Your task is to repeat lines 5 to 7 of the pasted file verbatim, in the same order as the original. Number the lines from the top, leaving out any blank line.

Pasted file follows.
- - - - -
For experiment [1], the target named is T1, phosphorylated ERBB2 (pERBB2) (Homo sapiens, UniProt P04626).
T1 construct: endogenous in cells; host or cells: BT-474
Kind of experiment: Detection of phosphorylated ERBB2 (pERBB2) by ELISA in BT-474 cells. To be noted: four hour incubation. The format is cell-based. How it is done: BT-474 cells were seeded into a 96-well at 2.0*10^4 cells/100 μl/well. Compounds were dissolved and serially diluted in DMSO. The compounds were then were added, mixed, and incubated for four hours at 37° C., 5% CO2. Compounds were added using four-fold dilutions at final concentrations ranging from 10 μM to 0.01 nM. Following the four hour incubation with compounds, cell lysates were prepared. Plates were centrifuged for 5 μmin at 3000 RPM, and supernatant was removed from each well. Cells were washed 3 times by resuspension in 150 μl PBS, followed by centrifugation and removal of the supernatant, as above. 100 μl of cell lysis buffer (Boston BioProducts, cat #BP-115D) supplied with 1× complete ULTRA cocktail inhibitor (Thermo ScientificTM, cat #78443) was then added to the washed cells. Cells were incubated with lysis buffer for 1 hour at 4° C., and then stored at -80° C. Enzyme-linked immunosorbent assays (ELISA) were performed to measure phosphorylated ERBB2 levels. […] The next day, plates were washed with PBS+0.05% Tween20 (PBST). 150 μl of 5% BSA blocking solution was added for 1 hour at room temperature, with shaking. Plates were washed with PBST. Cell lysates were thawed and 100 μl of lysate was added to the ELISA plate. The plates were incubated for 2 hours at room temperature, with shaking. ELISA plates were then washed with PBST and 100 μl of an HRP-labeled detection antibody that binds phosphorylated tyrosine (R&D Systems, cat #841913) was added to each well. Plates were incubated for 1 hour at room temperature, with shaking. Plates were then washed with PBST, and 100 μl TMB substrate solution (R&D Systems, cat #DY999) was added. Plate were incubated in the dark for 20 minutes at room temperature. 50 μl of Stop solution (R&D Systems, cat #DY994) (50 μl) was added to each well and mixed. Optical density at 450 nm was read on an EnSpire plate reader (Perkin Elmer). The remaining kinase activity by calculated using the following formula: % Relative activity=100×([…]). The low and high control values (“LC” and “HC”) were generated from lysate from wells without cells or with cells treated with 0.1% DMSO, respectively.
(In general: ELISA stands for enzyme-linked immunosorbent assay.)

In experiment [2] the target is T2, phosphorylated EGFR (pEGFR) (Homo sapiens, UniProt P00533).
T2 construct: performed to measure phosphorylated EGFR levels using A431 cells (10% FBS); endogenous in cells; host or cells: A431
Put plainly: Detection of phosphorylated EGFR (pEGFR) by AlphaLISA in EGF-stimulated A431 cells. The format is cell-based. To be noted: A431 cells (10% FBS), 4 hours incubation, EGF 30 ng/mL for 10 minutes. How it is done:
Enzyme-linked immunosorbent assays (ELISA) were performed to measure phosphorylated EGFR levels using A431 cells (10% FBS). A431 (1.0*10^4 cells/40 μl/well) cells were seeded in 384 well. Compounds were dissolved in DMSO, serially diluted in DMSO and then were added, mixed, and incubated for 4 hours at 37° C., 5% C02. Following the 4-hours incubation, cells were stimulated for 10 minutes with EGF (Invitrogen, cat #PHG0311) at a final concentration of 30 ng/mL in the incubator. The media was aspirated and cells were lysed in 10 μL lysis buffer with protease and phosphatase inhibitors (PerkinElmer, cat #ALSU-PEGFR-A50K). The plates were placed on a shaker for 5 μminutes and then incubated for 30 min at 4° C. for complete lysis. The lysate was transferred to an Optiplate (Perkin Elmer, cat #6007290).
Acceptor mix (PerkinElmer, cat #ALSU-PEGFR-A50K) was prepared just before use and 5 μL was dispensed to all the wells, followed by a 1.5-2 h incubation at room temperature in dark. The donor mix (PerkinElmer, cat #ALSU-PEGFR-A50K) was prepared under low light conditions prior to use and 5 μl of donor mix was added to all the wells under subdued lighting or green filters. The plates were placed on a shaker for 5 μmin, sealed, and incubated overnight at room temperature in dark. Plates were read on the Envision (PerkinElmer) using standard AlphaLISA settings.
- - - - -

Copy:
In experiment [2] the target is T2, phosphorylated EGFR (pEGFR) (Homo sapiens, UniProt P00533).
T2 construct: performed to measure phosphorylated EGFR levels using A431 cells (10% FBS); endogenous in cells; host or cells: A431
Put plainly: Detection of phosphorylated EGFR (pEGFR) by AlphaLISA in EGF-stimulated A431 cells. The format is cell-based. To be noted: A431 cells (10% FBS), 4 hours incubation, EGF 30 ng/mL for 10 minutes. How it is done: